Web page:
Principles for Effective Feedback Giving good feedback is an art form. To do it well, follow these principles mentioned below.

Don’t just say “good job”. Point out exactly what the person did well. For example, say “You did a great job calming that upset client. Your patience and active listening skills were very effective.” Specific praise is more meaningful.

Focus on Behaviors and Actions. Talk about what the person actually did, not your assumptions about their attitudes or personality. For example, say “You missed the last three team meetings. How can we support you in attending going forward?” rather than “You don’t seem committed to this team.” Focusing on behaviors leads to more constructive conversations.

Don’t save up feedback for the annual performance review. Provide feedback as close to the event as possible, so details are fresh in people’s minds. This also allows people to immediately adapt their behaviors, if needed.

Be Balanced and Specific About Improvements

Provide both positive and constructive feedback. A good rule of thumb is the “feedback sandwich”: start with a positive, provide the constructive feedback, and end with another positive. This balanced approach makes people more receptive to hearing what needs to improve.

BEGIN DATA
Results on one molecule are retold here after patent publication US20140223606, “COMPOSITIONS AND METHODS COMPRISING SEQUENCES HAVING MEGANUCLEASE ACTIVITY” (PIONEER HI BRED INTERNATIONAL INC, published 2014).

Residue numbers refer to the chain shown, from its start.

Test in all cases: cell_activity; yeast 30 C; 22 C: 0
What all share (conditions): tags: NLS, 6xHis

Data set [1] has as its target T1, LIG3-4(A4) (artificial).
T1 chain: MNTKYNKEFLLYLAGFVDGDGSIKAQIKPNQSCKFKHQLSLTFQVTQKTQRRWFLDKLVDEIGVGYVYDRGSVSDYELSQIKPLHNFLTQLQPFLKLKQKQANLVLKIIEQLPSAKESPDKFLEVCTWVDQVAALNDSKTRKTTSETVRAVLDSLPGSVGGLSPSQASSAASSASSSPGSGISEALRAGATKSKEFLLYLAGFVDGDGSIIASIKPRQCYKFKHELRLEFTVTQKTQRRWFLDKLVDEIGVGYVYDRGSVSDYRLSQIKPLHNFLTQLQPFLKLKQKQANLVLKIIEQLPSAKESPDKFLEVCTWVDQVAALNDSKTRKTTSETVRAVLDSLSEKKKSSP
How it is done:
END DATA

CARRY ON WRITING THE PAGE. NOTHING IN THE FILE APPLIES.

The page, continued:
Don’t just say “you need to improve communication.” Explain specifically what to improve and how. For example, say “You need to improve how you respond to client emails. Aim to reply within 24 hours and be sure to restate the client’s question or concern before providing an answer.” Give the person a tangible action plan. Providing effective feedback is challenging, but following these principles can help you have meaningful conversations that motivate people and drive improvement. Keep practicing – it’s a skill that takes time to develop!

Focus on Observations, Not Interpretations. When giving feedback, stick to objective observations about specific behaviors and actions. Avoid subjective interpretations and judgments. For example, say “You interrupted Tanya three times during the meeting” rather than “You were rude to Tanya.” The former is a neutral observation, while the latter is a judgment.

Be Specific

Provide concrete examples to support your observations. Rather than saying “Your emails have been unclear lately,” say “In the email you sent yesterday about the Smith account, the third paragraph was confusing. I wasn’t sure which deadline and deliverables you were referring to.” Specificity helps the recipient understand exactly what you mean and gives them actionable information.

Describe Impacts